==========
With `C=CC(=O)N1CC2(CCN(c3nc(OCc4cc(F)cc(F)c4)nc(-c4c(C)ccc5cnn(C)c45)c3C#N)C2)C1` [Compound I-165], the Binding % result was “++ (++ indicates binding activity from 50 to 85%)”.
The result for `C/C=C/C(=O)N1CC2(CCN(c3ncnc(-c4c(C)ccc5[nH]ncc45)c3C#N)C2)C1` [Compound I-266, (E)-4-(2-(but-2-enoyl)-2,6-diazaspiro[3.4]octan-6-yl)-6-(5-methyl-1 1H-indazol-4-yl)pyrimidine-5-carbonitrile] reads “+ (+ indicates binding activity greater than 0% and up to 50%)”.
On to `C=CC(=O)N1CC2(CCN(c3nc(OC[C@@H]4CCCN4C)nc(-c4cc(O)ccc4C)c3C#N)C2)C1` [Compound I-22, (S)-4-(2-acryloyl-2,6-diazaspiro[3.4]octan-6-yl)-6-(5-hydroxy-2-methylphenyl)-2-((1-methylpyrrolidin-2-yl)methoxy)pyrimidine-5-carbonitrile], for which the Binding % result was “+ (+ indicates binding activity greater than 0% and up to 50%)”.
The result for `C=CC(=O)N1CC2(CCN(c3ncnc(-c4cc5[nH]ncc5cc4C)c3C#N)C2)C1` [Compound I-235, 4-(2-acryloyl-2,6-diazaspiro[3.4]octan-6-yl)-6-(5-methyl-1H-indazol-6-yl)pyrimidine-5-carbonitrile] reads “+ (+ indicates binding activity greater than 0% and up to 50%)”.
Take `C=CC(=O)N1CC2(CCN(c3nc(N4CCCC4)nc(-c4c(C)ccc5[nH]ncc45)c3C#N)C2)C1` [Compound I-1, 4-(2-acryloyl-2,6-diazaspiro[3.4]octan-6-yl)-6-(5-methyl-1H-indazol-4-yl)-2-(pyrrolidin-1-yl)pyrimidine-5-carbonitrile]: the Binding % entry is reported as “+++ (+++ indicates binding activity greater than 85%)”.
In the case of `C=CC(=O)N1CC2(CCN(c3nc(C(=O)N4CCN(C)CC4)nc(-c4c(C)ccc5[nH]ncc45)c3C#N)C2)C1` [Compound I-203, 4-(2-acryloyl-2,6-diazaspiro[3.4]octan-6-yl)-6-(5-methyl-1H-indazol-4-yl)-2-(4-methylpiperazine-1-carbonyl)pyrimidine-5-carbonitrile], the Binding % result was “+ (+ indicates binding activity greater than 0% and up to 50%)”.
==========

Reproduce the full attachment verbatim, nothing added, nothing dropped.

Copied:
With `C=CC(=O)N1CC2(CCN(c3nc(OCc4cc(F)cc(F)c4)nc(-c4c(C)ccc5cnn(C)c45)c3C#N)C2)C1` [Compound I-165], the Binding % result was “++ (++ indicates binding activity from 50 to 85%)”.
The result for `C/C=C/C(=O)N1CC2(CCN(c3ncnc(-c4c(C)ccc5[nH]ncc45)c3C#N)C2)C1` [Compound I-266, (E)-4-(2-(but-2-enoyl)-2,6-diazaspiro[3.4]octan-6-yl)-6-(5-methyl-1 1H-indazol-4-yl)pyrimidine-5-carbonitrile] reads “+ (+ indicates binding activity greater than 0% and up to 50%)”.
On to `C=CC(=O)N1CC2(CCN(c3nc(OC[C@@H]4CCCN4C)nc(-c4cc(O)ccc4C)c3C#N)C2)C1` [Compound I-22, (S)-4-(2-acryloyl-2,6-diazaspiro[3.4]octan-6-yl)-6-(5-hydroxy-2-methylphenyl)-2-((1-methylpyrrolidin-2-yl)methoxy)pyrimidine-5-carbonitrile], for which the Binding % result was “+ (+ indicates binding activity greater than 0% and up to 50%)”.
The result for `C=CC(=O)N1CC2(CCN(c3ncnc(-c4cc5[nH]ncc5cc4C)c3C#N)C2)C1` [Compound I-235, 4-(2-acryloyl-2,6-diazaspiro[3.4]octan-6-yl)-6-(5-methyl-1H-indazol-6-yl)pyrimidine-5-carbonitrile] reads “+ (+ indicates binding activity greater than 0% and up to 50%)”.
Take `C=CC(=O)N1CC2(CCN(c3nc(N4CCCC4)nc(-c4c(C)ccc5[nH]ncc45)c3C#N)C2)C1` [Compound I-1, 4-(2-acryloyl-2,6-diazaspiro[3.4]octan-6-yl)-6-(5-methyl-1H-indazol-4-yl)-2-(pyrrolidin-1-yl)pyrimidine-5-carbonitrile]: the Binding % entry is reported as “+++ (+++ indicates binding activity greater than 85%)”.
In the case of `C=CC(=O)N1CC2(CCN(c3nc(C(=O)N4CCN(C)CC4)nc(-c4c(C)ccc5[nH]ncc45)c3C#N)C2)C1` [Compound I-203, 4-(2-acryloyl-2,6-diazaspiro[3.4]octan-6-yl)-6-(5-methyl-1H-indazol-4-yl)-2-(4-methylpiperazine-1-carbonyl)pyrimidine-5-carbonitrile], the Binding % result was “+ (+ indicates binding activity greater than 0% and up to 50%)”.